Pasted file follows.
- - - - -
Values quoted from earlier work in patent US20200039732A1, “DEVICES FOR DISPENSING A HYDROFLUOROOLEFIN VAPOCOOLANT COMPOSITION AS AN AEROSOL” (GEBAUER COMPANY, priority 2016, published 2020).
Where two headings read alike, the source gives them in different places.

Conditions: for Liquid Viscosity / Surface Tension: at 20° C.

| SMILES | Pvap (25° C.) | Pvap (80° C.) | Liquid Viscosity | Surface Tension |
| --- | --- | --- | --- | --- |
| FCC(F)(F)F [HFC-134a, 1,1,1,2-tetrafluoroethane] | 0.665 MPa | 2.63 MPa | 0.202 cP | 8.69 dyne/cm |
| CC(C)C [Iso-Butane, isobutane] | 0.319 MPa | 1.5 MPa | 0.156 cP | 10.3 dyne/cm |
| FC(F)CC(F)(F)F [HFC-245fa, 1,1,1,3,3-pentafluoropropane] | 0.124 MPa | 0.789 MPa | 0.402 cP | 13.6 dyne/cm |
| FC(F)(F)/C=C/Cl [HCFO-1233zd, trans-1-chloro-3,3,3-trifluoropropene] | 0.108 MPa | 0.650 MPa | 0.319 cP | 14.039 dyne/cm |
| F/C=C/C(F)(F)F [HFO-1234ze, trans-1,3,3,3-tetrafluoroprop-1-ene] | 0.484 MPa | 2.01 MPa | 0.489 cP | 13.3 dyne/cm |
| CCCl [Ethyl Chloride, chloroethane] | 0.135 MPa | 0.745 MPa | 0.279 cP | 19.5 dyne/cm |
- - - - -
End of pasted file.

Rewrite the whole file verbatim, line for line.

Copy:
Values quoted from earlier work in patent US20200039732A1, “DEVICES FOR DISPENSING A HYDROFLUOROOLEFIN VAPOCOOLANT COMPOSITION AS AN AEROSOL” (GEBAUER COMPANY, priority 2016, published 2020).
Where two headings read alike, the source gives them in different places.

Conditions: for Liquid Viscosity / Surface Tension: at 20° C.

| SMILES | Pvap (25° C.) | Pvap (80° C.) | Liquid Viscosity | Surface Tension |
| --- | --- | --- | --- | --- |
| FCC(F)(F)F [HFC-134a, 1,1,1,2-tetrafluoroethane] | 0.665 MPa | 2.63 MPa | 0.202 cP | 8.69 dyne/cm |
| CC(C)C [Iso-Butane, isobutane] | 0.319 MPa | 1.5 MPa | 0.156 cP | 10.3 dyne/cm |
| FC(F)CC(F)(F)F [HFC-245fa, 1,1,1,3,3-pentafluoropropane] | 0.124 MPa | 0.789 MPa | 0.402 cP | 13.6 dyne/cm |
| FC(F)(F)/C=C/Cl [HCFO-1233zd, trans-1-chloro-3,3,3-trifluoropropene] | 0.108 MPa | 0.650 MPa | 0.319 cP | 14.039 dyne/cm |
| F/C=C/C(F)(F)F [HFO-1234ze, trans-1,3,3,3-tetrafluoroprop-1-ene] | 0.484 MPa | 2.01 MPa | 0.489 cP | 13.3 dyne/cm |
| CCCl [Ethyl Chloride, chloroethane] | 0.135 MPa | 0.745 MPa | 0.279 cP | 19.5 dyne/cm |